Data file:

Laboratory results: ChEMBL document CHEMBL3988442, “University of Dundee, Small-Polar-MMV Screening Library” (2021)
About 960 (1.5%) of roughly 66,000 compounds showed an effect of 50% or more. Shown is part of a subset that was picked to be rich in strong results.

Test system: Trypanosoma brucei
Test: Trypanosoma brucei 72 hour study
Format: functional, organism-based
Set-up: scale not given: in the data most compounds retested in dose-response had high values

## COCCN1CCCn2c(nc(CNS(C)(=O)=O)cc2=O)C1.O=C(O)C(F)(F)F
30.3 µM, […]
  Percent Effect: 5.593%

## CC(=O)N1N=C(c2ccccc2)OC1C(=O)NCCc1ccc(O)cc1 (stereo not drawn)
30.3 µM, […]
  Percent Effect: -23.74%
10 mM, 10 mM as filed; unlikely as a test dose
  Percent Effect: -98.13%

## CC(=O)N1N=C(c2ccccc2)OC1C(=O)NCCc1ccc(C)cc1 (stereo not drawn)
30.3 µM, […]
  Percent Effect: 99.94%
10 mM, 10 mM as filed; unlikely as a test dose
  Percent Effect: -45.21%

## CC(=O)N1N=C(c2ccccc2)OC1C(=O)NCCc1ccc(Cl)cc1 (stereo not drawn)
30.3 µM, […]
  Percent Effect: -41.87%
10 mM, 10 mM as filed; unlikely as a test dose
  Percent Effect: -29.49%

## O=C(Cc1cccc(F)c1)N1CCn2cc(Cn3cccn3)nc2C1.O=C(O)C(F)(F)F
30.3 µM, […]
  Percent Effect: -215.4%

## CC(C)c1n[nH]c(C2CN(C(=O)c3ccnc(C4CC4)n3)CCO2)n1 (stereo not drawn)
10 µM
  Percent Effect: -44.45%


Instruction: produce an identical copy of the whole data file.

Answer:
Laboratory results: ChEMBL document CHEMBL3988442, “University of Dundee, Small-Polar-MMV Screening Library” (2021)
About 960 (1.5%) of roughly 66,000 compounds showed an effect of 50% or more. Shown is part of a subset that was picked to be rich in strong results.

Test system: Trypanosoma brucei
Test: Trypanosoma brucei 72 hour study
Format: functional, organism-based
Set-up: scale not given: in the data most compounds retested in dose-response had high values

## COCCN1CCCn2c(nc(CNS(C)(=O)=O)cc2=O)C1.O=C(O)C(F)(F)F
30.3 µM, […]
  Percent Effect: 5.593%

## CC(=O)N1N=C(c2ccccc2)OC1C(=O)NCCc1ccc(O)cc1 (stereo not drawn)
30.3 µM, […]
  Percent Effect: -23.74%
10 mM, 10 mM as filed; unlikely as a test dose
  Percent Effect: -98.13%

## CC(=O)N1N=C(c2ccccc2)OC1C(=O)NCCc1ccc(C)cc1 (stereo not drawn)
30.3 µM, […]
  Percent Effect: 99.94%
10 mM, 10 mM as filed; unlikely as a test dose
  Percent Effect: -45.21%

## CC(=O)N1N=C(c2ccccc2)OC1C(=O)NCCc1ccc(Cl)cc1 (stereo not drawn)
30.3 µM, […]
  Percent Effect: -41.87%
10 mM, 10 mM as filed; unlikely as a test dose
  Percent Effect: -29.49%

## O=C(Cc1cccc(F)c1)N1CCn2cc(Cn3cccn3)nc2C1.O=C(O)C(F)(F)F
30.3 µM, […]
  Percent Effect: -215.4%

## CC(C)c1n[nH]c(C2CN(C(=O)c3ccnc(C4CC4)n3)CCO2)n1 (stereo not drawn)
10 µM
  Percent Effect: -44.45%